Meredith Franklin, Associate Professor, University of Southern California
Abstract: A growing body of research suggests that stressors such as traffic-related noise, air pollution and artificial light at night may be directly and indirectly associated with decrements in children’s mental health. On the other hand, living near greenspace can reduce stress and provide other health benefits for children. When aged 13-14 and 15-16 years, participants in the Southern California Children’s Health Study cohort participants residing in eight densely populated urban communities responded to detailed questionnaires regarding perceived stress. Exposures of artificial light at night (ALAN) derived from satellite observations, near-roadway air pollution (NRP) from a dispersion model, noise from the U.S. Traffic Noise Model, and greenspace from satellite observations of Enhanced Vegetation Index (EVI) were linked to each participant’s geocoded residence. Among the 2290 children in this study, girls (50% [n=1149]) had significantly higher perceived stress measured by PSS-4 (mean [SD]) (5.7 [3.34) than boys (4.9 [3.2]). With increasing age (13.5 [0.6] to 15.3 [0.6] years), stress rose from 5.6 [3.3] to 6.0 ([3.4]) in girls but decreased for boys from 5.0 [3.2] to 4.7 ([3.1]). Multivariate mixed effects models examining multiple exposures indicated that exposure to secondhand smoke in the home was associated with a 0.85 (95% CI 0.46, 1.24) increase in PSS-4, and of factors related to the physical environment, an interquartile range (IQR) increase in ALAN was associated with a 0.57 (95% CI 0.05, 1.09) unit increase in PSS-4, together with a 0.16 increase (95% CI 0.02, 0.30) and a -0.24 decrease (95% CI -0.45, -0.04) per IQR of NRP and EVI, respectively. Income modified the ALAN effect estimate; participants in households earning <$48,000 had significantly greater stress per IQR increase in ALAN. Sleep duration partially mediated the associations between stress and both EVI and ALAN by 17% and 18%, respectively. Perceived stress increased most with exposure to smoke at home in addition to residential exposure to artificial light at night and near-roadway air pollution. These associations were partially dampened by more residential greenspace. Our findings support the promotion of increased residential green spaces in order to reduce pollution associated with the built environment as it could have significant mental health benefits for children.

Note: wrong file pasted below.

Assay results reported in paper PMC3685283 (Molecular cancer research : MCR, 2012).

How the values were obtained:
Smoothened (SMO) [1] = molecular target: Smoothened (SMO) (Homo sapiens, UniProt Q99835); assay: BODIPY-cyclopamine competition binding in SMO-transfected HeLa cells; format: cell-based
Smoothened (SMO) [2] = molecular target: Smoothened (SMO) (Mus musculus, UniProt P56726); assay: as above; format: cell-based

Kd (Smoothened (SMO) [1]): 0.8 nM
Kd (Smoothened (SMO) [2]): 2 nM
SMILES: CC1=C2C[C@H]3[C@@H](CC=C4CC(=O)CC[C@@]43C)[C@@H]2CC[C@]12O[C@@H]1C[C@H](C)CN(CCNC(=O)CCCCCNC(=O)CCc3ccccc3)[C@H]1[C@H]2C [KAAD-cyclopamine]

Brief Bio: Meredith Franklin is an Associate Professor of Biostatistics at the University of Southern California. She holds a BSc in Mathematics from McGill University and a PhD in Environmental Science and Statistics from Harvard University. Broadly, her research straddles the fields environmental statistics and epidemiology. She specializes in statistical methods for exposure assessment with a focus on modeling multiple pollutants characterizing the built environment. She has conducted several seminal studies of the association between air pollution and mortality and morbidity, and recently has been focused on characterizing complex multipollutant mixtures to examine their joint roles on a variety of health outcomes.
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